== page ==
Monday, July 5, 2010

BETTYE'S BRITISH INVASION

Inside KB's Barber Shop, Cory set in his barber chair with a tall can of Arizona Ice Tea between his legs reading the liner notes of Bettye LaVette's new album "Interpretations: The British Rock Songbook". I was early for my bi-weekly hair cut. Business was slow, so the other barbers Dane and Dex played dominoes. KB was restocking the vending machine, and Marcus watched Sport Center on the flat screen televison that was mounted over the vending machine. Before I set down, Cory asked if I’ve heard Bettye LaVette's new album. Cory always talks to me about music because I'm a music critic for the Metrotimes, a weekly newspaper. Cory is an aspiring musician and songwriter. He plans to quit cutting hair when the music thing takes off. Cory is also a good single dad. A photo of his daughter is stuck in the corner of the mirror behind his barber's chair. I was shocked when KB told me Cory is a Jehovah's Witness. The first time I met Cory, he was drinking Hennessey from a plastic cup. I thought that was odd because Witnesses forbid the consumption of alcohol and listening to secular music was a shunned as well. Maybe Cory reasoned it's okay broke the rules occasionally. I never asked him if his love for hip-hop, R&B, neo-soul, and jazz conflicted with his religious beliefs.

"I bought the album Friday at Border's. It was on sale for $9.99," I said. I removed a back issue of Smooth magazine with a half-naked Stacy Dash on the cover and the sport section of the Detroit News from the chair in front of Cory’s station. Then I flopped down, removed my baseball cap and sunglasses. I put my car keys and sunglasses inside my cap. KB locked the vending machine door. He dropped the key in the pocket of his black smock. He told me that he had one customer scheduled ahead of me. The customer was running late. That was okay with me because I could kill time talking to Cory about LaVette's album.

"I bought it a few days ago myself," Cory said as he slid the liner notes back in the plastic CD case. He placed the Arizona Ice Tea on the counter behind him. "I didn't know you’re into Bettye LaVette. All you ever talk about is jazz”.

"A lot of people think all I listen to is jazz. Jazz is all people ever ask me about,” I said. I saw Bettye LaVette singing "Salt of the Earth" on the David Letterman Show.

"You're the only black man I know how watches the David Letterman Show," Cory said.

"I don't watch it regularly. I was channel surfing. I caught the tail end of her performance.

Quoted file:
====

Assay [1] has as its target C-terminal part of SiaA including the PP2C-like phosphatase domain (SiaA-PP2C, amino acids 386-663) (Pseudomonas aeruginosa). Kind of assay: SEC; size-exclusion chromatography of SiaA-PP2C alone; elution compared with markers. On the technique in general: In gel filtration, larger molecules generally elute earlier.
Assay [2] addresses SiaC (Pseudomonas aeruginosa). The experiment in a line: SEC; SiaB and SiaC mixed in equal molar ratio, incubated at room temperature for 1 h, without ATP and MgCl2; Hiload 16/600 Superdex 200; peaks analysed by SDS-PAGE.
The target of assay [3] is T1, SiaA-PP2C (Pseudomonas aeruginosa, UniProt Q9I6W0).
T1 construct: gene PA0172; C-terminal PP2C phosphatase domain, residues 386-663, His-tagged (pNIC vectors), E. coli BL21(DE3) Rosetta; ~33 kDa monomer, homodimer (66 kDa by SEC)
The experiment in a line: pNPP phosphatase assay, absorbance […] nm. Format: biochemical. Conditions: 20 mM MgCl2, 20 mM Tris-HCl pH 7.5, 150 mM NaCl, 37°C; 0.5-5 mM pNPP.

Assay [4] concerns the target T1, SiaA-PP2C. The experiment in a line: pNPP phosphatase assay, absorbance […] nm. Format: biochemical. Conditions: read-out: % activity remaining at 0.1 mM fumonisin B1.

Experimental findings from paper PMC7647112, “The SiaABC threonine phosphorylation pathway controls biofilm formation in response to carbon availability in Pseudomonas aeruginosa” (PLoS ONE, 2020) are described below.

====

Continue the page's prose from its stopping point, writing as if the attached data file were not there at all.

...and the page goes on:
"Her voice is something," Cory said. He paused to admire the photo of LaVette on the album cover in an all black outfit sitting a lotus position.

"I think she's a blues singer at heart" I said.
"That's what I love about the album," Cory said. "The songs were written by British rockers, but she turned the songs into the blues."

"Yeah, especially on "All My Love," "Wish You Were Here" and "Why Does Love Got to be so Bad". Most of the British rockers were influenced my blues musicians," I noted.
"You mean they stole from blues musicians,"

"I that's a matter of interpretation. I don't want to get into that"
" That's too deep of a topic to get into on a Tuesday." Cory backed off. "Her phrasing is so different".

"Yeah, her voice almost sounds like it's horsed in a beautiful way."

"How long have you been a fan," Cory asked.
"I'm not really a fan. Interpretations is my first Bettye LaVette album. Three years ago, I saw her at the Detroit jazz fest. She was fit and looked better than most 20-year-old women I know. She strolled and flailed about the stage like a fitness instructor.

"I was there. I thought she put on a good show."

"It wasn't nearly as good as this album."

"That's true, I wonder if the record company thought she was crazy when she proposed doing an album of all British rock songs. What do you think?"

"They may've been reluctant, but she strikes me as the kind of woman that knows how to get things done. I think it was gutsy of her to attempt to make this kind of album," I said.

One of Cory’s regulars walked into the shop. He was lanky and he carried a backpack. Cory stood up and motioned him over. The regular played his backpack on the floor next to the coat rack. Then he flopped down in Cory's chair.

"I don't think another singer could've pulled this kind of record off," Cory said.

"Bettye is hard to classify. She can do it all blues, jazz, R&B and rock.

“I bet her record label has a hard time figuring out how to package and market her.”

KB interrupted our discussion, telling me the customer that was scheduled ahead of me canceled his appointment. KB was ready to cut my hair. I told Cory we'd have to continue our discussion later. Then I followed KB to his station.
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